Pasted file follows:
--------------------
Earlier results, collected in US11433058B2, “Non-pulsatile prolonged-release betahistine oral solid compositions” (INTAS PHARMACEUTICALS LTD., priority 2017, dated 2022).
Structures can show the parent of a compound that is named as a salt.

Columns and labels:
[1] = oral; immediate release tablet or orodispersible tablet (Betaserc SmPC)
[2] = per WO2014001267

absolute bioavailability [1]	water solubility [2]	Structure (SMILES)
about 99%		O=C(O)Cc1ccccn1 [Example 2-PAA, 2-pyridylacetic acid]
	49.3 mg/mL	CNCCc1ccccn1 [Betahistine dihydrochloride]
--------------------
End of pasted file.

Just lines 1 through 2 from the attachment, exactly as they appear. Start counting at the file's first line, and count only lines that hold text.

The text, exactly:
Earlier results, collected in US11433058B2, “Non-pulsatile prolonged-release betahistine oral solid compositions” (INTAS PHARMACEUTICALS LTD., priority 2017, dated 2022).
Structures can show the parent of a compound that is named as a salt.